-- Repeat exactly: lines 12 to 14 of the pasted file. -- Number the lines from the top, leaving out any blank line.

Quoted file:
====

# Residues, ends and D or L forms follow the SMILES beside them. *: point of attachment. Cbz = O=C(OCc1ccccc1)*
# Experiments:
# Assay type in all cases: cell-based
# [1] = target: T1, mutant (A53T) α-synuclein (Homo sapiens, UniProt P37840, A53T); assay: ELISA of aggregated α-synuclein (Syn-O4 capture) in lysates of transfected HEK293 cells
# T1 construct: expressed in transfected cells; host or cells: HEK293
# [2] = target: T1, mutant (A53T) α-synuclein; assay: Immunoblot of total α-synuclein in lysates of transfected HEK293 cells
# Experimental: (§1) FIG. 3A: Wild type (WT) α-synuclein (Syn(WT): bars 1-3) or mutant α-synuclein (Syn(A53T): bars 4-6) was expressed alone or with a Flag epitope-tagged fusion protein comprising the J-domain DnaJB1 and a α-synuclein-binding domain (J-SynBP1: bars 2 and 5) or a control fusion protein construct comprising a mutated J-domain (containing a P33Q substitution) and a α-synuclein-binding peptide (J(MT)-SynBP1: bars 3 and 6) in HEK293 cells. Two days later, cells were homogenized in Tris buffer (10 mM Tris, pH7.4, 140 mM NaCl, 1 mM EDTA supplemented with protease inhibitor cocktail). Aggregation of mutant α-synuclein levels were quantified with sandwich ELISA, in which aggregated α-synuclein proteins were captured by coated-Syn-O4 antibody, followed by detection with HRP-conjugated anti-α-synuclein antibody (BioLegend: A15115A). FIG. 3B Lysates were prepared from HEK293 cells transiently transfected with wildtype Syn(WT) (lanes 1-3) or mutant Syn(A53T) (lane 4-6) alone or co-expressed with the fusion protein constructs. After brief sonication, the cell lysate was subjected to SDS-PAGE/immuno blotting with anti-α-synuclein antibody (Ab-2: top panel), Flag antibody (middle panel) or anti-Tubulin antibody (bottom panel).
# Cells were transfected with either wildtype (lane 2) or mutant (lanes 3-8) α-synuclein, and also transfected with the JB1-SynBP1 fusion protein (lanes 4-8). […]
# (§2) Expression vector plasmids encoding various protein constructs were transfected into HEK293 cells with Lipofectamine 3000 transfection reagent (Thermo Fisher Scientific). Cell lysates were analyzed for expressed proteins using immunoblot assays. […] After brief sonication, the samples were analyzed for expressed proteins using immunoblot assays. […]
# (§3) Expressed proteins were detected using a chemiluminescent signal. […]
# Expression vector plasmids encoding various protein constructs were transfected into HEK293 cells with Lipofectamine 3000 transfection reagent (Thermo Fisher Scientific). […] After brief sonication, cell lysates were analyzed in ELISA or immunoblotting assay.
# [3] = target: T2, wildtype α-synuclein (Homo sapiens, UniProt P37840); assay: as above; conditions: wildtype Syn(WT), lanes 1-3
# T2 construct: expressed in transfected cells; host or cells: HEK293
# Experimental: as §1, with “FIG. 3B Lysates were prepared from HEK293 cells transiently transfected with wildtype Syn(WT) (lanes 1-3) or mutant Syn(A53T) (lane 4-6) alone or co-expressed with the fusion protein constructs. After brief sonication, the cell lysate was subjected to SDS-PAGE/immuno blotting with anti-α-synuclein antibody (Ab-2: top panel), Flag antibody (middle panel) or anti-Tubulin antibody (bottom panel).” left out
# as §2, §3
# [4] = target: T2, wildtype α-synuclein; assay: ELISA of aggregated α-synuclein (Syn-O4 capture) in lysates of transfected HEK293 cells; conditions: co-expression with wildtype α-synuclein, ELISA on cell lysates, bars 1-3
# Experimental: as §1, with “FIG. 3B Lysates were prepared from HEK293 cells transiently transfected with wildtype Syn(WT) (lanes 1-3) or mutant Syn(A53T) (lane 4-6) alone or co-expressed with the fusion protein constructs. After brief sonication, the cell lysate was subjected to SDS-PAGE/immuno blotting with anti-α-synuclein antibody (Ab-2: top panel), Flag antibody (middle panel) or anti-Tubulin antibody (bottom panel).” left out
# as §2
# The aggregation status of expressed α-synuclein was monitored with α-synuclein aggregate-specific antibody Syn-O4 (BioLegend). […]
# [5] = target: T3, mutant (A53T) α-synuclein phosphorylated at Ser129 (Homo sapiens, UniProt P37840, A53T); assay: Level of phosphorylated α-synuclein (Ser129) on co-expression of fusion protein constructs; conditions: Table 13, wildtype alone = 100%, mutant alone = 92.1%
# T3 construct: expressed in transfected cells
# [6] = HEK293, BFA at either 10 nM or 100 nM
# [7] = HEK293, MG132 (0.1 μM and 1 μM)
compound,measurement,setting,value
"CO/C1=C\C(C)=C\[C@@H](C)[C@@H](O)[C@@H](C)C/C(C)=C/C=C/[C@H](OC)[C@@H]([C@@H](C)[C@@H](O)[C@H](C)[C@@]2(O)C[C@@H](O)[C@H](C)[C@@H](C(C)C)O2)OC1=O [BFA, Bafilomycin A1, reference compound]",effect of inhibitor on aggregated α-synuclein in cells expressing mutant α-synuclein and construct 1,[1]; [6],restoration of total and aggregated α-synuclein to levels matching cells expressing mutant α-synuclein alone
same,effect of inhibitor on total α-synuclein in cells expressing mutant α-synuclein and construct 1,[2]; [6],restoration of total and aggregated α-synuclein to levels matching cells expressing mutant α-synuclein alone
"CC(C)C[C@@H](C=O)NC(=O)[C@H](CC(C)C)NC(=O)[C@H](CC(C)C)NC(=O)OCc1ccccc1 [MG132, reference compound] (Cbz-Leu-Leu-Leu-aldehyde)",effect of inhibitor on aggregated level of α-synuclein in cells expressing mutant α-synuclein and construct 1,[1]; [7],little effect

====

# [3] = target: T2, wildtype α-synuclein (Homo sapiens, UniProt P37840); assay: as above; conditions: wildtype Syn(WT), lanes 1-3
# T2 construct: expressed in transfected cells; host or cells: HEK293
# Experimental: as §1, with “FIG. 3B Lysates were prepared from HEK293 cells transiently transfected with wildtype Syn(WT) (lanes 1-3) or mutant Syn(A53T) (lane 4-6) alone or co-expressed with the fusion protein constructs. After brief sonication, the cell lysate was subjected to SDS-PAGE/immuno blotting with anti-α-synuclein antibody (Ab-2: top panel), Flag antibody (middle panel) or anti-Tubulin antibody (bottom panel).” left out